Khyra Ishaq: Council and social workers failed to act on signs of abuse

Khyra Ishaq would still be alive today if social workers and education officials with Birmingham City Council had reacted properly to tell-tale signs of malnutrition and abuse, an official inquiry has concluded.

The findings of a Safeguarding Board investigation led by a senior NSPCC Inspector represent a damning condemnation of the council, health trusts, GPs and police who all failed to act over a two-year period despite several obvious signs of Khyra’s deteriorating state of health.

Teachers and concerned members of the public attempted to alert social services and the city education department to what was happening but their cries went unheard, the inquiry found.

Khyra, aged seven, died at her home in Handsworth in May 2008, having been removed from school five months earlier and starved to death by her mother, Angela Gordon, and stepfather Junaid Abuhamza.

Gordon and Abuhamza were jailed in March for Khyra’s manslaughter, but both are appealing against the length of the prison sentences they were handed.

The inquiry’s central conclusion – that education officials were out of their depth when agreeing the emaciated Khyra could be taken out of school and educated at home – flies in the face of the council’s official explanation earlier this year that nothing could have been done to save her.

Three council staff were subject to disciplinary procedures after Khyra died and accused of failing in their duties. But local authority bosses refused to say whether any or all of the three had been sacked.

In a 180-page report containing 18 recommendations to improve child care, a Serious Case Review probe found that:

* The council lacked a “robust and rigorous” process to check requests from parents to educate children at home. This was a significant failure.

* Teachers warned social services about Khyra’s plight but their concerns were “inaccurately recorded and not acted upon”.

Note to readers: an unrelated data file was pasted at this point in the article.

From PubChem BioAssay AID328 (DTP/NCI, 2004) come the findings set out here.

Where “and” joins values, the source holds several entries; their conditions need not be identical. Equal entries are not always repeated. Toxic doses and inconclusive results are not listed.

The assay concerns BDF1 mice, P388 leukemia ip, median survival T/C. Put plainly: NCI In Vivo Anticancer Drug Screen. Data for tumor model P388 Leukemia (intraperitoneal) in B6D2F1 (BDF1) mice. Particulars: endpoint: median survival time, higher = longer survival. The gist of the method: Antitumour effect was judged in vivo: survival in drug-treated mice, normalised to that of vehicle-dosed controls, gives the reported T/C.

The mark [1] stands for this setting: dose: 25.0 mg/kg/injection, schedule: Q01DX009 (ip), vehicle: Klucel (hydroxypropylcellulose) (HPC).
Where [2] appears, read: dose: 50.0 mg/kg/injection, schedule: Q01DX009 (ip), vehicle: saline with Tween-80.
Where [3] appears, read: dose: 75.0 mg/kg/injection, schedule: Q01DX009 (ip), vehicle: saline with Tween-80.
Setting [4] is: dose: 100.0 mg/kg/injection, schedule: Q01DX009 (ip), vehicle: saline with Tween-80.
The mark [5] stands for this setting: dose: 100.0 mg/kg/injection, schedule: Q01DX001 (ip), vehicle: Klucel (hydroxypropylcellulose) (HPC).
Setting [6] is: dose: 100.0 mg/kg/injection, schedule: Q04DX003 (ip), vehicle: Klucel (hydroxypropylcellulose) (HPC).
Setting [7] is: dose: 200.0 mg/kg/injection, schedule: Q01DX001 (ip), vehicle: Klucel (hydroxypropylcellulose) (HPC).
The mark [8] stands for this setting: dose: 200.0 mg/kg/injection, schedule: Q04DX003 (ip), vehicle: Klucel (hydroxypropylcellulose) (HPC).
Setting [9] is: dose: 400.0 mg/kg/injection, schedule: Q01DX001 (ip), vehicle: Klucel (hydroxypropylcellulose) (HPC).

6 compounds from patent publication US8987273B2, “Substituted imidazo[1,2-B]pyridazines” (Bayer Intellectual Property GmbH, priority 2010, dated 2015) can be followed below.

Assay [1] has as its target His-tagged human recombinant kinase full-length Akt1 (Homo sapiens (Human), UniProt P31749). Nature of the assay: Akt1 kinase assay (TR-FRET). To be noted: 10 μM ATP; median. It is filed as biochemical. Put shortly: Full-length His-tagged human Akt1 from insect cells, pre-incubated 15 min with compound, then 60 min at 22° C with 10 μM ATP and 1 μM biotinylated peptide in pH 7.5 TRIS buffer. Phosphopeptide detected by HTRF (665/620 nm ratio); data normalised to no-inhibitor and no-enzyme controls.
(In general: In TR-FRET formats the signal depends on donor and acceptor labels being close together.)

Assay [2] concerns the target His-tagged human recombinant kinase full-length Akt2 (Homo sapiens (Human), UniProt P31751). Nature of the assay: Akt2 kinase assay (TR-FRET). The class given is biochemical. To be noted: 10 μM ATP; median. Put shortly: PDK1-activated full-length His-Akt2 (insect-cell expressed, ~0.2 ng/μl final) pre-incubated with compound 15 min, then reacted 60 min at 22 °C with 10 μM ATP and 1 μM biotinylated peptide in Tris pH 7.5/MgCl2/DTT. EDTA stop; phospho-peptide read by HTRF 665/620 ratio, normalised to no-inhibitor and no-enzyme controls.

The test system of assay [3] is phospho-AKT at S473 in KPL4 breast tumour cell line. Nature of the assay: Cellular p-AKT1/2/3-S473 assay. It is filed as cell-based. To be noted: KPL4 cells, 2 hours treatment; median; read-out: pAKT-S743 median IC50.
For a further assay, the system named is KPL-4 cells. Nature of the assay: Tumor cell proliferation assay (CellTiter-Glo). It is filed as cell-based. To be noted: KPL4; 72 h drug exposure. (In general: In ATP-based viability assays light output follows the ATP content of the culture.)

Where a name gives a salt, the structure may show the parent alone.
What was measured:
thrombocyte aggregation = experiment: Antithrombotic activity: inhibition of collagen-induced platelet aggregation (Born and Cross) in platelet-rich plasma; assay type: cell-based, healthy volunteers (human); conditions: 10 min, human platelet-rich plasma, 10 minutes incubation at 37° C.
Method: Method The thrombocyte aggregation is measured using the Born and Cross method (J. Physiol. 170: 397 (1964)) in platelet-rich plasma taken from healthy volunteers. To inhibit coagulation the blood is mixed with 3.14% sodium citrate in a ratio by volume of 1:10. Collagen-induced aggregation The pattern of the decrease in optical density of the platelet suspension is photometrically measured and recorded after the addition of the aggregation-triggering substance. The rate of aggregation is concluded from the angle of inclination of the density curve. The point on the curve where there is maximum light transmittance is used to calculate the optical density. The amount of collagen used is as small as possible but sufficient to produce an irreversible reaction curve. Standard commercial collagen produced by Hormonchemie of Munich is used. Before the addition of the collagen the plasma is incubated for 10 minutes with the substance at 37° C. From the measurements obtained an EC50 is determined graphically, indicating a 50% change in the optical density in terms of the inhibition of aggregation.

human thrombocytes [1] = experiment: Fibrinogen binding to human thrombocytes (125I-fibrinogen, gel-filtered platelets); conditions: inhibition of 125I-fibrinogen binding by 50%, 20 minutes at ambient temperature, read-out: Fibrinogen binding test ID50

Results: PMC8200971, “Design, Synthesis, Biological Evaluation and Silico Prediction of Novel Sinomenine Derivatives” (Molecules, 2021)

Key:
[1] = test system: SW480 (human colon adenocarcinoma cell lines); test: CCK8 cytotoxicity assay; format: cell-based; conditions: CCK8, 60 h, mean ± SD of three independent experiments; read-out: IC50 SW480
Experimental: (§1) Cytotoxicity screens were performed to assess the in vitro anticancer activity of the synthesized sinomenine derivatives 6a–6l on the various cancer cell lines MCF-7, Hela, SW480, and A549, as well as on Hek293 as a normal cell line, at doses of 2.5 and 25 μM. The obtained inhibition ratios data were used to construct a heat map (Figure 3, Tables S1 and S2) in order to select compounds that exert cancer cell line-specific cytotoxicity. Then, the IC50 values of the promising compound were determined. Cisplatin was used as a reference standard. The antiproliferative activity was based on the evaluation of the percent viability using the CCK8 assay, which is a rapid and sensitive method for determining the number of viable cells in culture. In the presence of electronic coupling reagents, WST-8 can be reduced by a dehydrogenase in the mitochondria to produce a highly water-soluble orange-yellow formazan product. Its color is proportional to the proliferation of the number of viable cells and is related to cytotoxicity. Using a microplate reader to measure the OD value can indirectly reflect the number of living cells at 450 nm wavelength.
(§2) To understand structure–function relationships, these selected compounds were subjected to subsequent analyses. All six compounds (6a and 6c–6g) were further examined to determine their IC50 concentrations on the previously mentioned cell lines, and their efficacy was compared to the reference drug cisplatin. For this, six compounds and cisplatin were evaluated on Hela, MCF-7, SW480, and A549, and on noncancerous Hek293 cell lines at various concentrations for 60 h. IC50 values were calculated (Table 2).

* Although Khyra and her brothers and sisters missed 129 appointments with doctors, schools and social services in ten years, alarm bells never rang among those in authority.

* Poor communications between social services, the education department, health bodies and the police and “poorly focussed” assessments of Khyra by professionals contributed to her death.
Les Lawrence (cabinet member for Children, young people and families) faces the media after the Serious Case Review report on the death of Khyra Ishaq

In a blistering condemnation of officialdom, the report stated: “Some professionals appeared unaware of their responsibilities to communicate safeguarding concerns that arose as part of their interaction with children and families in line with existing safeguarding procedures.”

The report continued: “It can only be concluded that the death of the child was preventable…..had there been better assessments and effective inter-agency communication over a period of time.”

Incidents that ought to have prompted the council to make emergency inquiries into Khyra’s state of health included:

* March 2006 – three incidents of alleged domestic abuse at the house reported to social services. No action was taken.

* Also in March 2006 – Khyra’s mother reported assault on a sibling by the father to a GPO. The GP failed to follow correct procedures and did not report the matter to the authorities.

Council leaders said they accepted the Serious Case Review findings in full. Les Lawrence, cabinet member for children, said he was “profoundly sorry” about the mistakes that led to Khyra’s death.

Coun Lawrence (Con, Northfield) added: “The majority of the lessons from the review have already been acted upon.

“Today, as we remember Khyra’s life, we reaffirm our commitment to create a children’s social care service that better protects our young people from those that would harm them. Let this by Khyra’s legacy.”